We could go on and on about Beaver Builder and why we use it and love it, but we’ll save that for another day. In a nutshell – it works for us, and we can customize it to match the website dreams of our clients.

Here’s the bottom line when it comes to themes:

Unless you (1) are able to make decisions very easily (meaning, you can sort through the thousands of themes and pick one that looks like what you’d want your site to look like…and you don’t mind that there may be others out there whose site looks almost exactly the same); (2) know how to code; and/or (3) plan to and have time to take a web design course…then it’s really best to hire a professional to do the job.

You’ll save yourself a lot of time, frustration, anxiety, gray-hair-growing and/or hair-losing, and more! Plus, if you hire a designer who uses a theme/framework like Beaver Builder, you can pretty much guarantee that your site will not look like hundreds of others (unless, of course, you like a certain theme/layout and ask your designer to make your site look like that). Check out some of the sites we’ve built using BeaverBuilder and Thesis!

We both chose to not only learn the skills to create our own websites, but we loved learning about WordPress, themes/skins, coding, etc. so much that we made a career out of it.

Now, if that’s your passion, then heck yeah – let that bad boy loose! But, if you have products and services to sell, a business to run, and you don’t have time to mess with coding a website, then it’s truly best to hire someone to design and develop your website. Trust us – it is NOT worth the lack of sleep and/or extra money you’ll end up spending from probably having to start over and hire someone later, etc.!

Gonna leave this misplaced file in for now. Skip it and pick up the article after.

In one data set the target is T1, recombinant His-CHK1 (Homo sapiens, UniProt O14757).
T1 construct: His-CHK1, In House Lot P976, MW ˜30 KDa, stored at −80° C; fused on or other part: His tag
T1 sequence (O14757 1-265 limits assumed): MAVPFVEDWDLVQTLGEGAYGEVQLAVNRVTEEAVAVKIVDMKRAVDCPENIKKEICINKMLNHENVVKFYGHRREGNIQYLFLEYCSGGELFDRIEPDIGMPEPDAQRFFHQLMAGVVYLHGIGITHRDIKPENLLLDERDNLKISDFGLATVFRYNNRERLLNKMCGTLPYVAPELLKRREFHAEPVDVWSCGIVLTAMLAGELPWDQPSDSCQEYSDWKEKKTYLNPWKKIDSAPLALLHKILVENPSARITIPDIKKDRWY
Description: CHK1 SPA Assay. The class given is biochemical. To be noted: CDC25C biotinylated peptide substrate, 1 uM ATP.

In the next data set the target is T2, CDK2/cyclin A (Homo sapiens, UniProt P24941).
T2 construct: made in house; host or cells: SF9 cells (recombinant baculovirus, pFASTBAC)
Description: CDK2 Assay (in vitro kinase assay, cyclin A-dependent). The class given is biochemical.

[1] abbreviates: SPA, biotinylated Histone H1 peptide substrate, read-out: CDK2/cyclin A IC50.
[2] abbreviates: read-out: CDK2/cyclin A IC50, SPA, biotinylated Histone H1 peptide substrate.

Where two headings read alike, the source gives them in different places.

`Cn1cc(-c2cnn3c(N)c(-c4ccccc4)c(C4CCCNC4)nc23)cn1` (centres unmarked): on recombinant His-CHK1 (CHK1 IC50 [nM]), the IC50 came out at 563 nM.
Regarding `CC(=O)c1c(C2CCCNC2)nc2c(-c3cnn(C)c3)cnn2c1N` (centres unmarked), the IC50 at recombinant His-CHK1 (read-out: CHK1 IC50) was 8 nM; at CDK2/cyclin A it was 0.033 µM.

Do you have any questions about WordPress, themes, BeaverBuilder or anything else mentioned in this post?
Post your questions below and we’ll happily answer them!

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Written by: Stefani and Janet Hi there, we’re Stefani and Janet, co-founders of The Essential Website. We design and code WordPress websites for businesses and bloggers who want to shine online, and we do it with style, strategy and a bit of spunk! We’re both dog lovers, travel enthusiasts, escapers of the 9-5, and proud computer geeks. Thanks for stopping by, we’re so happy to connect with you.

{ 20 comments… add one }
  • Carolina Santamaria January 18, 2017, 12:37 pm

    Wow this post is brilliant! So complete! Themes are a key subject on blogs and you covered it all, thank you for sharing.

    • Janet January 18, 2017, 12:43 pm

      Glad you liked it, thanks for reading Carolina!

  • Sandra crespo January 18, 2017, 1:18 pm

    I love this super informative !!! As a fairly newbie in the blogging world I quickly learned how confusing WordPress can be. I am thankful that it can be accessed from anywhere as long as you have a username and password.